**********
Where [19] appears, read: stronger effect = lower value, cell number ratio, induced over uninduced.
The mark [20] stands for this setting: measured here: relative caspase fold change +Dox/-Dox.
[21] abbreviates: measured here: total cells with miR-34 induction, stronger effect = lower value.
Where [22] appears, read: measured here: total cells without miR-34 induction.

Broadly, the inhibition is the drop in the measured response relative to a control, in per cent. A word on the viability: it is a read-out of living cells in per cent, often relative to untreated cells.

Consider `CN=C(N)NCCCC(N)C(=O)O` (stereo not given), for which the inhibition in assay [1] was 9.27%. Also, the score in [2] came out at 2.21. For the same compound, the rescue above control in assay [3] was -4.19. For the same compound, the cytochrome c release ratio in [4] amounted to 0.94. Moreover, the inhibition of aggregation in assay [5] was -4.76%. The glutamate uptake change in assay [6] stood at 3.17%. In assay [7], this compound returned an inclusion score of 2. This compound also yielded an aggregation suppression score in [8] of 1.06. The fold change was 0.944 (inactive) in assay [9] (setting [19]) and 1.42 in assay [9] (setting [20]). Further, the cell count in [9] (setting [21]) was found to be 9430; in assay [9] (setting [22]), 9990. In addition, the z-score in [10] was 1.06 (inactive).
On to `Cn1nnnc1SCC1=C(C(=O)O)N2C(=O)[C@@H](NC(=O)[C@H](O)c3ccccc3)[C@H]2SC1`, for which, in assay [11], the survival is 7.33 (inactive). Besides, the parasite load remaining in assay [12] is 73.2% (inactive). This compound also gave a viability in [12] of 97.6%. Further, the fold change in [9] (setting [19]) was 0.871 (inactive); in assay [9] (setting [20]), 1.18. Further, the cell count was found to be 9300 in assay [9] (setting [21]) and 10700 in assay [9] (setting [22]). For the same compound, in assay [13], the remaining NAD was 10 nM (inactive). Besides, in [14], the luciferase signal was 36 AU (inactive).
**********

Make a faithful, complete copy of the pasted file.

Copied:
Where [19] appears, read: stronger effect = lower value, cell number ratio, induced over uninduced.
The mark [20] stands for this setting: measured here: relative caspase fold change +Dox/-Dox.
[21] abbreviates: measured here: total cells with miR-34 induction, stronger effect = lower value.
Where [22] appears, read: measured here: total cells without miR-34 induction.

Broadly, the inhibition is the drop in the measured response relative to a control, in per cent. A word on the viability: it is a read-out of living cells in per cent, often relative to untreated cells.

Consider `CN=C(N)NCCCC(N)C(=O)O` (stereo not given), for which the inhibition in assay [1] was 9.27%. Also, the score in [2] came out at 2.21. For the same compound, the rescue above control in assay [3] was -4.19. For the same compound, the cytochrome c release ratio in [4] amounted to 0.94. Moreover, the inhibition of aggregation in assay [5] was -4.76%. The glutamate uptake change in assay [6] stood at 3.17%. In assay [7], this compound returned an inclusion score of 2. This compound also yielded an aggregation suppression score in [8] of 1.06. The fold change was 0.944 (inactive) in assay [9] (setting [19]) and 1.42 in assay [9] (setting [20]). Further, the cell count in [9] (setting [21]) was found to be 9430; in assay [9] (setting [22]), 9990. In addition, the z-score in [10] was 1.06 (inactive).
On to `Cn1nnnc1SCC1=C(C(=O)O)N2C(=O)[C@@H](NC(=O)[C@H](O)c3ccccc3)[C@H]2SC1`, for which, in assay [11], the survival is 7.33 (inactive). Besides, the parasite load remaining in assay [12] is 73.2% (inactive). This compound also gave a viability in [12] of 97.6%. Further, the fold change in [9] (setting [19]) was 0.871 (inactive); in assay [9] (setting [20]), 1.18. Further, the cell count was found to be 9300 in assay [9] (setting [21]) and 10700 in assay [9] (setting [22]). For the same compound, in assay [13], the remaining NAD was 10 nM (inactive). Besides, in [14], the luciferase signal was 36 AU (inactive).